I would say The Shadow Over Innsmouth would be best, but also what Adrian said, Pickman's Model or Dagon may be good places to start. The other's are a bit heavier in the mythos, and I wouldn't be sure where to start with those.


message 22: by Perry (new)

Perry Lake | 306 comments A good story to begin Lovecraft's Mythos is either "The Festival" or "The Nameless City". Then work your way up to "Dagon" and "Call of Cthulhu". From there, just dive in.
If you want non-Mythos tales, start with "Pickman's Model" or "The Picture in the House". After a few like that, read "Herbert West, Re-Animator".


message 23: by Ashe (new)

Ashe Armstrong (ashearmstrong) "Herbert West, Re-Animator" was so damn fun. I've heard Lovecraft didn't like it very much and that it was a paycheck story, but I laughed outright at it.


message 24: by Steve (new)

Steve Goble "Herbert West, Re-Animator" is a lot of fun, definitely not a " deep-thinker" compared much of H.P.'s work. I'm sure he liked it himself on some level, though; after all, he did write it.


message 25: by Ashe (new)

Ashe Armstrong (ashearmstrong) Maybe it was just having to cchop it up into episodes that he disliked. I'd have to look that up again. But yeah, it's totally silly and dark and fun.


message 26: by Shawn (new)

Shawn | 1168 comments Holly wrote: "I was a member of another horror group where all the members were expected to despise Lovecraft and deplore his racist work.

Ditto. I bailed when I realized you could easily imagine the froth at the edge of the mouth.

Which doesn't mean Lovecraft wasn't racist. He was, as were many of his time, place and socio-economic position (and as are many now). And being an honest, truthful author and being committed to writing weird fiction (which meant exploring fears especially and including his own) he put what came out of the process on paper.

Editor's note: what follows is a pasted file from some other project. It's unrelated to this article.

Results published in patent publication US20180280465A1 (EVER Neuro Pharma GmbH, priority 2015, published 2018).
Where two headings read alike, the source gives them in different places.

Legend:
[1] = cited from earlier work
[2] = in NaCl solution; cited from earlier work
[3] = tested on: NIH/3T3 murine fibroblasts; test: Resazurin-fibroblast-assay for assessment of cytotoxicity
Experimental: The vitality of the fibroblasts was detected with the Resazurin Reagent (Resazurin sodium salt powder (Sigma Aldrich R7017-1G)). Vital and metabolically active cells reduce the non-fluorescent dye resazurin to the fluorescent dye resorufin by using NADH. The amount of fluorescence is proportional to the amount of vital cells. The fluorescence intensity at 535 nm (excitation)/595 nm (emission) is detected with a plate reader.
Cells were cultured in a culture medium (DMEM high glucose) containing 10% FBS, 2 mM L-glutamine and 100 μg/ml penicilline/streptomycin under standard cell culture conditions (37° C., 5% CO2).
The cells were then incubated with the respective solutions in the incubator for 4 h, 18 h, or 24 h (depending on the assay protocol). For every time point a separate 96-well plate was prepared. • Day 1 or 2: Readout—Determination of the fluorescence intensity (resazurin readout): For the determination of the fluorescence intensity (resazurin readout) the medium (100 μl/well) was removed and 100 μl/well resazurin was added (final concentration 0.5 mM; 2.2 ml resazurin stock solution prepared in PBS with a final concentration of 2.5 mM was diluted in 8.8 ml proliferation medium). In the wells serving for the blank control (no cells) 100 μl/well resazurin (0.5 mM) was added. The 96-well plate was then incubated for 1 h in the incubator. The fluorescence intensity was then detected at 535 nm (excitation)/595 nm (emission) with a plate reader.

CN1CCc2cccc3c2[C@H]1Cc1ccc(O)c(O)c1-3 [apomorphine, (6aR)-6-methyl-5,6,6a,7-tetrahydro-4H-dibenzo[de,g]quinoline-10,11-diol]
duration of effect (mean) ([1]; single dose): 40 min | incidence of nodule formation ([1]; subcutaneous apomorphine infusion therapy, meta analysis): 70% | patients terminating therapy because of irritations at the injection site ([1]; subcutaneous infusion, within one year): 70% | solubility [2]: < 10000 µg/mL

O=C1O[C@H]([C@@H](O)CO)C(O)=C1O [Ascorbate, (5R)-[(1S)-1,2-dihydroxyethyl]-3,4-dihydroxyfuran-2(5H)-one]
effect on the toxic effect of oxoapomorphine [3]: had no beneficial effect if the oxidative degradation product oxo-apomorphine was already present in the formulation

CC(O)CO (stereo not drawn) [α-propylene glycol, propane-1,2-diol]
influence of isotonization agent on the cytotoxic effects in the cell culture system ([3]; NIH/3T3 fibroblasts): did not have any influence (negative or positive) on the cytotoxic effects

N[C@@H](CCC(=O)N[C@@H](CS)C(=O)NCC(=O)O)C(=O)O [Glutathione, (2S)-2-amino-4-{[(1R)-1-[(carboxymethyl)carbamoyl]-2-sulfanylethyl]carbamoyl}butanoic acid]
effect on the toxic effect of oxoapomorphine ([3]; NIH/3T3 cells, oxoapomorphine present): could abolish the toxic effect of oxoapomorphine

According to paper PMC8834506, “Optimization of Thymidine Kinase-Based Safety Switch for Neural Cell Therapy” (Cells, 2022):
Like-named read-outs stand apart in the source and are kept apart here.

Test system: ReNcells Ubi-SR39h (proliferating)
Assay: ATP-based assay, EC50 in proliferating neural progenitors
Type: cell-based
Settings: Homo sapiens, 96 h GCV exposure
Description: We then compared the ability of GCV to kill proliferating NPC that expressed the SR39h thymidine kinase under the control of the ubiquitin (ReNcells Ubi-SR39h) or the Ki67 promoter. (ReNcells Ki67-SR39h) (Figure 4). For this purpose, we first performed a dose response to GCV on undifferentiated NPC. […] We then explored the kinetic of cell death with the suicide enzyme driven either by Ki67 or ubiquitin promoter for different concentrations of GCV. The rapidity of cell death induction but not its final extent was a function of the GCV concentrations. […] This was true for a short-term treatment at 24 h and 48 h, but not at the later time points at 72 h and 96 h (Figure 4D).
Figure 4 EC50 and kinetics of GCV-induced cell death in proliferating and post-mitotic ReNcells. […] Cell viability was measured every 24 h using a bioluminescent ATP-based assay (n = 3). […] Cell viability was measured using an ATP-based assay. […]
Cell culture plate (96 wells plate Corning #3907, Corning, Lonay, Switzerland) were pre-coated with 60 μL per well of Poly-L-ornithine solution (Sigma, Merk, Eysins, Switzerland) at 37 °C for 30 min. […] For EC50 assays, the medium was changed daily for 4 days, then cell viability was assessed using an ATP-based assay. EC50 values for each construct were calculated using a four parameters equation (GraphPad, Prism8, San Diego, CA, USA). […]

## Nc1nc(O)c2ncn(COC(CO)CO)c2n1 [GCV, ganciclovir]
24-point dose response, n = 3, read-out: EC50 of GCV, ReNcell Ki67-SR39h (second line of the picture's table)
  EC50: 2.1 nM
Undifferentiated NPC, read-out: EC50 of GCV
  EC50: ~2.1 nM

H.P. Lovecraft: Against the World, Against Life by Michel Houellebecq is still me preferred text on the topic.


message 27: by Harvey (new)

Harvey Click | 82 comments Liz wrote: "Do you have any recommendations for someone who (a) knows who he is, but (b) has never read anything by him before? I mean, I know you have been listing off titles that you like, but didn't know if..."

I'll second Quentin's vote for "The Shadow over Innsmouth." It's actually the basis for the movie Dagon (even though there's a very short story by that title). Plenty of creepy action and a great place to begin.


message 28: by [deleted user] (new)

Wow! Thank you everyone for all of your recommendations. I have so many choices. I like choices.


message 29: by Gianfranco (last edited May 07, 2015 12:08PM) (new)

Gianfranco Mancini | 519 comments Love him!




message 30: by Brett (new)

Brett Talley | 235 comments Love him, obviously.


message 31: by Bill (new)

Bill (shiftyj1) | 4892 comments Hmmm. I wouldn't have guessed that, Brett. hahaha :)


message 32: by Philip (new)

Philip Hemplow | 31 comments I, too, am down with the HPL. <3